Before you start cleaning there are some tips and techniques you can use to conserve energy, cut out uncomfortable movements, and protect yourself from inhaling dust, fumes, and other particles while cleaning in a more effective and efficient way. Always remember, take frequent breaks as often as you need them while cleaning.

Tips to Remember While Vacuuming

When it comes to vacuuming it’s all about synchronizing your breathing pattern with the physical act of pushing/pulling the vacuum. Ideally, you will want to use the pursed lip breathing technique.

  • Take a deep breath before you start the vacuum.
  • Synchronize your breathing pattern with your movements as you push and pull the vacuum.
  • Exhale as you push the vacuum.
  • Inhale as you pull the vacuum.
  • Good posture is key and will keep your diaphragm open, making it easier for you to breathe.
  • When emptying the vacuum, use a damp newspaper to trap dust particles and reduce the number of dust particles getting into the air.

Tips to Remember While Dusting

Dusting is very intimidating to some COPD patients, and that’s understandable. It may seem like you are playing with fire by stirring up a known lung irritant, however, these tips will reduce your exposure to dust particles and help you conserve energy along the way.

  • Use a mask to prevent yourself from breathing in loose dust particles. We recommend a respirator just to be safe.
  • If possible, dust while sitting down. This will eliminate the need for you to bend over and dust, and it will conserve energy for later in the day.
  • When dusting areas that are hard to reach, use a long-handled duster to avoid reaching or climbing.
  • Avoid excessive furniture so you don’t have to move items around just to clean.

Tips to Remember While Cleaning Your Floors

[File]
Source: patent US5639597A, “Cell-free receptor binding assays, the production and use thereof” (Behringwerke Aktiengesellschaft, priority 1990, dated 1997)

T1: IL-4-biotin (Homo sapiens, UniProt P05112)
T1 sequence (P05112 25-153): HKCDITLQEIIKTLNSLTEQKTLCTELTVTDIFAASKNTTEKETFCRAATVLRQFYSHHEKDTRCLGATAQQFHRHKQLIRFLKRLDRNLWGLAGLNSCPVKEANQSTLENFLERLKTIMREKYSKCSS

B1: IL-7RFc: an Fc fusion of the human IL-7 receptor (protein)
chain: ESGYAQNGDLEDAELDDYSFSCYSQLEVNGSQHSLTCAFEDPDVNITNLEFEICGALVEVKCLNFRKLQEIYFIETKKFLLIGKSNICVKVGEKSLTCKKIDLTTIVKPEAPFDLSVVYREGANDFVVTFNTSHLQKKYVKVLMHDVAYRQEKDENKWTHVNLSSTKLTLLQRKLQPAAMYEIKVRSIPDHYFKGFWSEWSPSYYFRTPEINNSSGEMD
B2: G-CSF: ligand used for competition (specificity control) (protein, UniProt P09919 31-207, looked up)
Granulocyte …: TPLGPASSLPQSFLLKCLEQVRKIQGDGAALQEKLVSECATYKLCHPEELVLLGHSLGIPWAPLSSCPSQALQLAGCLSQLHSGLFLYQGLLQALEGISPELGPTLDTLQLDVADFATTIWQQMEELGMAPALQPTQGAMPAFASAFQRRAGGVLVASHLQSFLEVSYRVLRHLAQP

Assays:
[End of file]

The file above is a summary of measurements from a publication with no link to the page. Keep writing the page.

Cleaning your hard-surfaced floors is very similar to vacuuming. You will want to focus on your pursed-lip breathing technique and synchronize your breathing pattern with the physical act of pushing/pulling your broom or mop. If possible, avoid kneeling and scrubbing because it requires a lot of energy and bending over which can make it harder for you to breathe.

Sweeping/Mopping Your Floors

  • Stand tall with good posture to avoid bending at your waist.
  • Synchronize your breathing pattern with your movements as you push and pull the mop/broom.
  • Inhale as you push the mop/broom.
  • Exhale as you pull the mop/broom.
  • Use a long-handled dustpan when sweeping.
  • When possible use floor coverings that are low maintenance.

Wiping Spills and Picking Up

  • Use a small mop to wipe up spills to prevent bending at your waist or kneeling and scrubbing.
  • Use pick up tongs to pick articles up from the floor.
  • Use paper towels to reduce your laundry load.

Kneeling and Scrubbing Your Floors

As stated above, if possible you should avoid kneeling and scrubbing your floors. However, if you absolutely have to, here are some tips on how to scrub your floors with COPD:

  • Use the pursed lip breathing technique.
  • Start in the kneeling position.
  • Take a deep inhale before bending down to scrub.
  • As you exhale bend down to start scrubbing.
  • Take as many breaks as you need.

Tips to Remember While Making Your Bed

The first chore almost any of us had to do was make our bed. Now that you have COPD that chore takes a lot more time and a considerable amount of energy to complete. It’s easiest to make your bed if you do it bit by bit and don’t try to rush. Here are some helpful tips to use:

  • Use the pursed lip breathing technique.
  • When straightening sheets, do one side at a time.
  • Unfold your linen.
  • Line it up with the center of your bed.
  • Complete the side you are working on.
  • Move on to the other side.
  • When putting new sheets on, do one side at a time.
  • Put bottom sheet, top sheet, and your blanket on all at once.
  • Tuck the bottom sheet on one side.
  • Tuck the bottom sheet on the other side.
  • Put pillows in your pillowcase.

Remember, don’t over exert yourself while cleaning. Take as many breaks as you need and enlist help from family and friends when possible. It might seem like a daunting task, but if you clean in bits and pieces rather than all at once, you will be able to accomplish more without overexerting yourself.

Written by Duke Reeves and posted here with permission.

A little about Duke:

I have been employed with 1st Class Medical for the past four years where I have taken on a number of different roles from customer service to customer education. I work with customers and healthcare professionals alike to deliver non-technical readable content that is actionable and focused on improving the quality of life of our customers with respiratory illness.

My focus is patient education and awareness to help deliver information that is readable and easy to understand from a patient’s perspective. When I’m not working I am spending time with my dog Molly and exploring beautiful Colorado.

See more by Duke: http://www.1stclassmed.com/blog

Posted on October 14, 2016